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Judges uphold admission of robbery confession

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A trial court did not err in admitting evidence of uncharged misconduct from another incident during a defendant’s trial for robbery, the Indiana Court of Appeals ruled Monday. The evidence contained a letter that helped corroborate the man’s confession to the robbery.

Michael Freed robbed a Village Pantry convenience store in Lafayette in July 2008. He got $115 from the cash register, and the act was caught on tape, but the tape didn’t catch Freed’s face because he was wearing a disguise. It did record his voice. Freed was later arrested on charges of burglary and forgery for breaking into a couple’s home and stealing a checkbook. While in jail on those charges, Freed decided to have someone murder the couple so they couldn’t testify at trial.

He wrote a letter requesting the murder and gave it to another inmate to pass along to a hit man. The letter also contained a sentence saying “Check for an unsolved VP robbery in July of 08 at Concord and brady ln.” This was the equivalent of a confession to the VP robbery.

The other inmate notified police, who interviewed Freed. Freed also told another inmate about details from the VP robbery. DNA collected from Freed couldn’t exclude him as a contributor to DNA found on the hat worn during the robbery. A police detective also identified Freed’s voice as matching the one on the tape.

At Freed’s trial for robbery and theft relating to the VP robbery, Freed’s jailhouse letter containing the confession was admitted and the two inmates testified. Freed was convicted of Class B felony robbery.

In Michael Freed v. State of Indiana, No. 79A02-1010-CR-1187, he challenged on appeal the admission of the letter which contained information on the burglary, forgery and solicitation charges stemming from the break-in at the couple’s home. The judges affirmed its admittance, finding the uncharged conduct was relevant for a purpose other than suggesting the propensity to commit robbery. The burglary, forgery and murder solicitation contextualized Freed’s jailhouse letter and made it more probable that the confession to the VP robbery was authored by him, wrote Judge Nancy Vaidik.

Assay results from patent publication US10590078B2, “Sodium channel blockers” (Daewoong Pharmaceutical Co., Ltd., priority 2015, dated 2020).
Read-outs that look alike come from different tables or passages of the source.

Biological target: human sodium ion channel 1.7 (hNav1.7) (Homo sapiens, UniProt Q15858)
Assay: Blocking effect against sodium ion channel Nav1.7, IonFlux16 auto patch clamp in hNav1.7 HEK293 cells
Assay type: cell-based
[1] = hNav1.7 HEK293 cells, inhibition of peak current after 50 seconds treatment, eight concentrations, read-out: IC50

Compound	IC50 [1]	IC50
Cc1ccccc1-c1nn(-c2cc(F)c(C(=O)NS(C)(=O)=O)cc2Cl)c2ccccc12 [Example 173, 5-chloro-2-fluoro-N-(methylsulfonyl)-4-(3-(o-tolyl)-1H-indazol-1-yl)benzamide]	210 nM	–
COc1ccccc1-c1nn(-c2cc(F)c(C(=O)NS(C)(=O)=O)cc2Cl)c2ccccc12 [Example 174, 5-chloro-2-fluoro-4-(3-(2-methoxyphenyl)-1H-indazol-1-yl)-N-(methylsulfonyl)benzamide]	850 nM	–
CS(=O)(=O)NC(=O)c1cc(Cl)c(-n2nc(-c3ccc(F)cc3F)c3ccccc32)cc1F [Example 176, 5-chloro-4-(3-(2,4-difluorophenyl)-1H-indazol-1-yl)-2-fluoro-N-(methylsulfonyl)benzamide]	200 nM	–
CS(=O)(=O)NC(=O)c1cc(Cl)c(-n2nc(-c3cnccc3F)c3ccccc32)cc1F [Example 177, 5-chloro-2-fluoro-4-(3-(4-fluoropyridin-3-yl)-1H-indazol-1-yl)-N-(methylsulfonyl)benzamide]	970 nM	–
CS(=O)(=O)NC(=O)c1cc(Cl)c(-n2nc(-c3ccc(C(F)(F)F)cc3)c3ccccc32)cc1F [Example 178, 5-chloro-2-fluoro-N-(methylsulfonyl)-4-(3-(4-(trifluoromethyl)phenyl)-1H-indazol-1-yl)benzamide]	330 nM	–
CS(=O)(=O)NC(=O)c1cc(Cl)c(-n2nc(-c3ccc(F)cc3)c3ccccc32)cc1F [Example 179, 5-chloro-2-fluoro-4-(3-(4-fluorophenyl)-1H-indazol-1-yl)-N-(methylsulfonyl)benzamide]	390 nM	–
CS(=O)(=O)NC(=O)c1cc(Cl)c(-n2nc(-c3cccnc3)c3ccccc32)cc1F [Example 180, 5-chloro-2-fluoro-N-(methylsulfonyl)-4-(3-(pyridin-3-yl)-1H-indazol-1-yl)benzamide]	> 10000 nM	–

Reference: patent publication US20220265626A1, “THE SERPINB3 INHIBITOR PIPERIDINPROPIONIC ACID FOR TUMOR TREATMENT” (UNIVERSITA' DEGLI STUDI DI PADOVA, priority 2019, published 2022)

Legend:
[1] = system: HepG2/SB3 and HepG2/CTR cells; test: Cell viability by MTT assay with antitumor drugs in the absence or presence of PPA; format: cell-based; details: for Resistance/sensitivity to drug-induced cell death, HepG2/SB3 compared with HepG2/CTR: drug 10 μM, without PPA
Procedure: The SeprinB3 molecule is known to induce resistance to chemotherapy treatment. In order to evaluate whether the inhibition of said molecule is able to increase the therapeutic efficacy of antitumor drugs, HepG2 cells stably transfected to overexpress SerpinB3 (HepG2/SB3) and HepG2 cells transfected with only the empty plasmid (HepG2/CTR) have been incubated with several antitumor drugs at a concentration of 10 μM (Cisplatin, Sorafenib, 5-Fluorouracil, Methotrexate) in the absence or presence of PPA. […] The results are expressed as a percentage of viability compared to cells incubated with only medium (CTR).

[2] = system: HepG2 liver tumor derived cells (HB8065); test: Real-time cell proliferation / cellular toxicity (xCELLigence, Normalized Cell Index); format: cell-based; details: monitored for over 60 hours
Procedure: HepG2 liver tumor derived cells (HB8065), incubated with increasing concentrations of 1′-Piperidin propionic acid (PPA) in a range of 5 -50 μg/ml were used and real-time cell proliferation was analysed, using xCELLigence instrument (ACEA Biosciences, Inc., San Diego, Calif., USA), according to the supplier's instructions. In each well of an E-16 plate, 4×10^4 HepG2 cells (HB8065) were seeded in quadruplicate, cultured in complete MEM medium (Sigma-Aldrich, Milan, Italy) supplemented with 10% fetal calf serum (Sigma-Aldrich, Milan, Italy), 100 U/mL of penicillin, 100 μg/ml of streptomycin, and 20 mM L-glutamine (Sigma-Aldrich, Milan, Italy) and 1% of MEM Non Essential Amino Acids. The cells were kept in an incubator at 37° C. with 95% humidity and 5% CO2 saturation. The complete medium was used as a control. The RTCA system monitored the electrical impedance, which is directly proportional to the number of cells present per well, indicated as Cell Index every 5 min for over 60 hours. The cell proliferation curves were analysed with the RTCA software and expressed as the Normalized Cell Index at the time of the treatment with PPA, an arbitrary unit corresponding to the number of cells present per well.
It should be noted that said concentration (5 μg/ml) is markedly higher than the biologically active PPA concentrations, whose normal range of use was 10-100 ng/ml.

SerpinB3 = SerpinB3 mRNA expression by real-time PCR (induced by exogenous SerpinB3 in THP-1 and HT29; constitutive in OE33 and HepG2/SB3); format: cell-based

While there was potential for prejudice, the judges found the probative value and need for the evidence was appreciable in the case. They noted that the trial court was conscientious in admonishing the jury that Freed’s uncharged misconduct – the burglary, forgery and murder solicitation charges – wasn’t admitted to demonstrate character or prove action in conformity therewith. There was also sufficient evidence to sustain his conviction, the appellate court ruled.

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  1. Well, maybe it's because they are unelected, and, they have a tendency to strike down laws by elected officials from all over the country. When you have been taught that "Democracy" is something almost sacred, then, you will have a tendency to frown on such imperious conduct. Lawyers get acculturated in law school into thinking that this is the very essence of high minded government, but to people who are more heavily than King George ever did, they may not like it. Thanks for the information.

  2. I pd for a bankruptcy years ago with Mr Stiles and just this week received a garnishment from my pay! He never filed it even though he told me he would! Don't let this guy practice law ever again!!!

  3. Excellent initiative on the part of the AG. Thankfully someone takes action against predators taking advantage of people who have already been through the wringer. Well done!

  4. Conour will never turn these funds over to his defrauded clients. He tearfully told the court, and his daughters dutifully pledged in interviews, that his first priority is to repay every dime of the money he stole from his clients. Judge Young bought it, much to the chagrin of Conour’s victims. Why would Conour need the $2,262 anyway? Taxpayers are now supporting him, paying for his housing, utilities, food, healthcare, and clothing. If Conour puts the money anywhere but in the restitution fund, he’s proved, once again, what a con artist he continues to be and that he has never had any intention of repaying his clients. Judge Young will be proven wrong... again; Conour has no remorse and the Judge is one of the many conned.

  5. Pass Legislation to require guilty defendants to pay for the costs of lab work, etc as part of court costs...

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